Labour party finances reportedly under threat as further legal claims are brought amid ongoing anti-semitism row
The party has been warned that the costs of legal action could go into the "millions" (PA)
Labour has been warned of the impact ongoing legal action is taking on the party’s finances as nine former members make fresh claims.
The Observer reports that lawyers from the Manchester-based firm 3D Solicitors are set to notify party officials of suits being made regarding breaches of data protection and privacy rules.
It is understood that the nine individuals all made complaints of anti-semitism, but had their WhatsApp messages included in leaked report compiled by officials close to Jeremy Corbyn.
The 800-page report revealed in April denied that the then-leader had failed to tackle anti-semitism in the party, suggesting that such claims were made to undermine Mr Corbyn’s position.
Sources close to the cases suggested it could cost Labour “a few hundred thousand pounds” if the party chose to settle, or “many millions” if the fresh action went to court.
One source told The Observer: “This is about privacy and data protection. These were people who are or were normal party members and councillors who raised issues about antisemitism in good faith and confidentially with the party.
“They then found that they had been named in a report leaked deliberately, leading them to be abused on social media. No attempts, it seems, were made to protect their privacy.”
Another said: “At its extreme, some employees seem to have taken a view that the worse things got for Labour, the happier they would be since this might expedite Jeremy Corbyn’s departure from office.”
It is also reported that Sir Keir Starmer’s shadow cabinet was briefed earlier this week on the impact ongoing legal action is having on the party finances.
The officials said the next three big financial drains on the party all related to litigation involving the whistleblowers, fallout from the forthcoming report into anti-semitism by the Equalities and Human Rights Commission (EHRC), and other civil cases being mounted by individuals against the party, the Observer reports.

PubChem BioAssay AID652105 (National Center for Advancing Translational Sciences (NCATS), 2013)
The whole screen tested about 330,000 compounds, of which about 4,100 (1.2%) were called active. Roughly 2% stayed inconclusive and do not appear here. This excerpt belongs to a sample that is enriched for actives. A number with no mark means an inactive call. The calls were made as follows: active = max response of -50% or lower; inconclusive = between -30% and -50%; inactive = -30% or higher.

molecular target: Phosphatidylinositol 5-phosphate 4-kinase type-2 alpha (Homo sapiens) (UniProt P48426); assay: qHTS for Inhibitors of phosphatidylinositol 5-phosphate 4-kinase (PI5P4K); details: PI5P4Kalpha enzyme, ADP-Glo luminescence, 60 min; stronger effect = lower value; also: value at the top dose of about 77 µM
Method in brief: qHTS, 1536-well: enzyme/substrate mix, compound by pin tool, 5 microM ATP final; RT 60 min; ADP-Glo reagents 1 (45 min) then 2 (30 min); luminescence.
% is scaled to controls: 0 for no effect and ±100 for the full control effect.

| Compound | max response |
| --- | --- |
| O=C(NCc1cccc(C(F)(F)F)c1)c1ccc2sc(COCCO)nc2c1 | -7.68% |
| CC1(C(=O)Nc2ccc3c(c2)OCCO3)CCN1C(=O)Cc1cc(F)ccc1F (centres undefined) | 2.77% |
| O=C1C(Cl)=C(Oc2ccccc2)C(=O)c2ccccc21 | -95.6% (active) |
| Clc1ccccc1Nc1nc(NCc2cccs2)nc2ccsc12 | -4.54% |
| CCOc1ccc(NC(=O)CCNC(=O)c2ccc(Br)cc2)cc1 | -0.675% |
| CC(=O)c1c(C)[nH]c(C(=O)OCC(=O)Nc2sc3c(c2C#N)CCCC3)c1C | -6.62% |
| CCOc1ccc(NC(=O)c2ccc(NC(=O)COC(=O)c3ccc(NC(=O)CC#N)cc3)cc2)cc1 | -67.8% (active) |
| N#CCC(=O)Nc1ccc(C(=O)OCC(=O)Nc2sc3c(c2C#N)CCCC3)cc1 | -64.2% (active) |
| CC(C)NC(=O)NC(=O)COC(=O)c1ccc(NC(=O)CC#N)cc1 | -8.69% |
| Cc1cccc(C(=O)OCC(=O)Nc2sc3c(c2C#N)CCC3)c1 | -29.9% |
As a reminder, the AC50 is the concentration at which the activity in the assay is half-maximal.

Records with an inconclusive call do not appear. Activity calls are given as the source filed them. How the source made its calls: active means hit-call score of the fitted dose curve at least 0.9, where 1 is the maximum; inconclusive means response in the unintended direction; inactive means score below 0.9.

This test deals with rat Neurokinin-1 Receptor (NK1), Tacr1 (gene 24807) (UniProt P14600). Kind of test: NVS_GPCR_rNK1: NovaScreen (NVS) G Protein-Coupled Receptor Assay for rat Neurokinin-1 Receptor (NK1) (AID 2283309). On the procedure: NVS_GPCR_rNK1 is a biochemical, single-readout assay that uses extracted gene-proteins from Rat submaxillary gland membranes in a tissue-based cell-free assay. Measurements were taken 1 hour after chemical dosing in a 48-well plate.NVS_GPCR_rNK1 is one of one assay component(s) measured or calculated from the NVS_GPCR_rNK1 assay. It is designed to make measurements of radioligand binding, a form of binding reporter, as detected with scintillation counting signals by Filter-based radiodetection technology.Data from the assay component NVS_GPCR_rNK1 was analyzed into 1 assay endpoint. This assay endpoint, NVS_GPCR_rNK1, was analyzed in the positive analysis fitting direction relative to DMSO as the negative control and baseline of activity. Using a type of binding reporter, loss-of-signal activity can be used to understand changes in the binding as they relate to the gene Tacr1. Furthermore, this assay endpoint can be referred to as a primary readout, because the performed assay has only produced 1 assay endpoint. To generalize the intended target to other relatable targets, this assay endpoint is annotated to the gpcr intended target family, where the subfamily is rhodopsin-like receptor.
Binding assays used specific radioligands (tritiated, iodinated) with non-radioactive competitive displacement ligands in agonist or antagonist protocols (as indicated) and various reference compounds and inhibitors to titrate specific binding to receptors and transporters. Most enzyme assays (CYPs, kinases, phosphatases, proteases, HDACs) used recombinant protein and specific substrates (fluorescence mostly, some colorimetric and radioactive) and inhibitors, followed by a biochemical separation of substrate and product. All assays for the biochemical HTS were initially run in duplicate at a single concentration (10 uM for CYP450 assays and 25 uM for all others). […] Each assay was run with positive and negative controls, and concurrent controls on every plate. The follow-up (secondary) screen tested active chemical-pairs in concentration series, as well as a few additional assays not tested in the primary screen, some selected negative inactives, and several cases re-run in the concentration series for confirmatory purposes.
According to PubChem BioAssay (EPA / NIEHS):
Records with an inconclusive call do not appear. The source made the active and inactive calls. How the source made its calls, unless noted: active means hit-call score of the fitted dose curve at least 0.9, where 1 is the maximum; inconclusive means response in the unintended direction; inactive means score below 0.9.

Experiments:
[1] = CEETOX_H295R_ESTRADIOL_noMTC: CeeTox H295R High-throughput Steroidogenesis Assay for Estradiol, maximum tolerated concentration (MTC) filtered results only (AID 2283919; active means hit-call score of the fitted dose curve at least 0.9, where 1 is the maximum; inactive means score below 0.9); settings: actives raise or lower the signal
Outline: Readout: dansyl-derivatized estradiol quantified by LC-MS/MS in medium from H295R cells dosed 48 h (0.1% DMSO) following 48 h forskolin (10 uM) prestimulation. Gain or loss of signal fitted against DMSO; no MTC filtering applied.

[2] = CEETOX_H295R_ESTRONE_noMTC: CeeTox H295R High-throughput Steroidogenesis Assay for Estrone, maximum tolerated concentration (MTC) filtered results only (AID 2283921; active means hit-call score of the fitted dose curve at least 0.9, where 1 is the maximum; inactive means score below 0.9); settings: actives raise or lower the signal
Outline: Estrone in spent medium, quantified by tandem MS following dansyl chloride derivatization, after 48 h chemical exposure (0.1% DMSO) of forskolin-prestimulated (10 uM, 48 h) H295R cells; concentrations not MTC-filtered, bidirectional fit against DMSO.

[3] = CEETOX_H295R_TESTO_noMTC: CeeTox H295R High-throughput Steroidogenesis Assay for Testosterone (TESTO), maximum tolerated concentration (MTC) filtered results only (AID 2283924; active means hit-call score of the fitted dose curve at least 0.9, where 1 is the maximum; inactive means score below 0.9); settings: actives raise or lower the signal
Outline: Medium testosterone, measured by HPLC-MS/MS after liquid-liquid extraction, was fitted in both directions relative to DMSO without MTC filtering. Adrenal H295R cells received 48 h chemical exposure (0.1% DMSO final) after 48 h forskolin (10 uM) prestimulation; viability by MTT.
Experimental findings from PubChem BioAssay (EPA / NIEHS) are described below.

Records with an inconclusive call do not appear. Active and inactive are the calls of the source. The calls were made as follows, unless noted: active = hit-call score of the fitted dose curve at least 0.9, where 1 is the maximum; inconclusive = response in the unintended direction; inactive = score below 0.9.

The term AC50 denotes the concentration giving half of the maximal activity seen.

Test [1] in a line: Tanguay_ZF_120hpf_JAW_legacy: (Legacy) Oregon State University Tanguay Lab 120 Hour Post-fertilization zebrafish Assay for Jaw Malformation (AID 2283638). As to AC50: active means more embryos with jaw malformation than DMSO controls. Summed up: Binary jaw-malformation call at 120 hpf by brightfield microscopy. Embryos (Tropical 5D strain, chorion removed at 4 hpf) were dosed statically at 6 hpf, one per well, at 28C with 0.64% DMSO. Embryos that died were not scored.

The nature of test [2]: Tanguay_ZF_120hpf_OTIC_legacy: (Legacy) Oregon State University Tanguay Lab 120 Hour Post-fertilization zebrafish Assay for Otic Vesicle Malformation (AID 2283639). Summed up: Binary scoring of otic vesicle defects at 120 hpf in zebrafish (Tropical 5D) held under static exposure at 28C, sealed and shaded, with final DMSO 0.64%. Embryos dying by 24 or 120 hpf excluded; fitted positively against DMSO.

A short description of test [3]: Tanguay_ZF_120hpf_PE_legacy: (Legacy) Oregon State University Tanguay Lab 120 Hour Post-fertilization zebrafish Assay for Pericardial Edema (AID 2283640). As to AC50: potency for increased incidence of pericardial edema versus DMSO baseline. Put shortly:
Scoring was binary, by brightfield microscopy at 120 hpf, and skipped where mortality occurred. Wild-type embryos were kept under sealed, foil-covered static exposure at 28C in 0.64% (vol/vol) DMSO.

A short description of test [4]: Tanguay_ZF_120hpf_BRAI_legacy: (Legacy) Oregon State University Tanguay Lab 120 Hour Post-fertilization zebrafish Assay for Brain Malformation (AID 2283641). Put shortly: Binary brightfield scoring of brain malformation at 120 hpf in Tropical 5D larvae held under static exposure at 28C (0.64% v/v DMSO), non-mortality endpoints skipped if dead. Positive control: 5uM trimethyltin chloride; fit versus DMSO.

One senior Labour figure warned: “The message was that this is a big year, but don’t think there is much money to fight these elections.”
Earlier this week, Labour issued an “unreserved” apology and agreed to pay damages to former members of staff and a BBC journalist after attacking them over a Panorama documentary into its handling of anti-semitism complaints.
Statements read out in the High Court on Wednesday saw Labour apologise for “defamatory and false” claims about the whistleblowers and the documentary team, who broke cover to allege that the party had mishandled allegations of anti-Jewish abuse.
Labour was sued by seven whistleblowers who appeared in the 2019 film and who accused it of attempting to undermine their reputations.
But former leader Mr Corbyn branded the apology a “political” decision and said it could lead to “misleading and inaccurate allegations” about action taken to tackle anti-Jewish abuse during his time as leader.
And Unite boss Len McCluskey accused Labour of "misusing" funds to settle the case.
Elsewhere, Lord Iain McNicol, who served as Labour’s top official during the early part of Jeremy Corbyn’s leadership, is reported to be among those taking action against the party over claims made in the leaked antisemitism report.
Lord McNicol’s case, submitted separately from the nine individuals represented by 3D Solicitors, is understood to be among a total of over 30 people considering legal action against the party.
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